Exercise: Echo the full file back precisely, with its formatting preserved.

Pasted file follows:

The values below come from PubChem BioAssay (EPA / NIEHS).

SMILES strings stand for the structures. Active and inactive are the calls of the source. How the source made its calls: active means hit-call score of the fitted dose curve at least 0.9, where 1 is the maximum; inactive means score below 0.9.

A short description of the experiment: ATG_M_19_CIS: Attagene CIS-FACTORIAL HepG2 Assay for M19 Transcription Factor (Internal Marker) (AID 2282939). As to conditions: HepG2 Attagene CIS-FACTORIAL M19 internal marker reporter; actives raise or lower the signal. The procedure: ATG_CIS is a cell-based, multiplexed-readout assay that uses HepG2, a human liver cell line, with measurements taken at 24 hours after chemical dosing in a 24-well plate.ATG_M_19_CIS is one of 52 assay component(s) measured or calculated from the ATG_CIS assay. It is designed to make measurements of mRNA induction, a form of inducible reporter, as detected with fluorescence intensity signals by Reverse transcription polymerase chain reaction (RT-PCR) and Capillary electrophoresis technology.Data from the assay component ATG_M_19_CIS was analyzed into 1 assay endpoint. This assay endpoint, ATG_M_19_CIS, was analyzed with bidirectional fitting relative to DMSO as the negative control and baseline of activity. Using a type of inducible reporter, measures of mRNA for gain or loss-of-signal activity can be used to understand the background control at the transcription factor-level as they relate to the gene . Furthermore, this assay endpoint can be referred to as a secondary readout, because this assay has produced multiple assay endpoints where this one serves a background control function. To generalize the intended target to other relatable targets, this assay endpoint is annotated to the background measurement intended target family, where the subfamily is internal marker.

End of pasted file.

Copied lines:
The values below come from PubChem BioAssay (EPA / NIEHS).

SMILES strings stand for the structures. Active and inactive are the calls of the source. How the source made its calls: active means hit-call score of the fitted dose curve at least 0.9, where 1 is the maximum; inactive means score below 0.9.

A short description of the experiment: ATG_M_19_CIS: Attagene CIS-FACTORIAL HepG2 Assay for M19 Transcription Factor (Internal Marker) (AID 2282939). As to conditions: HepG2 Attagene CIS-FACTORIAL M19 internal marker reporter; actives raise or lower the signal. The procedure: ATG_CIS is a cell-based, multiplexed-readout assay that uses HepG2, a human liver cell line, with measurements taken at 24 hours after chemical dosing in a 24-well plate.ATG_M_19_CIS is one of 52 assay component(s) measured or calculated from the ATG_CIS assay. It is designed to make measurements of mRNA induction, a form of inducible reporter, as detected with fluorescence intensity signals by Reverse transcription polymerase chain reaction (RT-PCR) and Capillary electrophoresis technology.Data from the assay component ATG_M_19_CIS was analyzed into 1 assay endpoint. This assay endpoint, ATG_M_19_CIS, was analyzed with bidirectional fitting relative to DMSO as the negative control and baseline of activity. Using a type of inducible reporter, measures of mRNA for gain or loss-of-signal activity can be used to understand the background control at the transcription factor-level as they relate to the gene . Furthermore, this assay endpoint can be referred to as a secondary readout, because this assay has produced multiple assay endpoints where this one serves a background control function. To generalize the intended target to other relatable targets, this assay endpoint is annotated to the background measurement intended target family, where the subfamily is internal marker.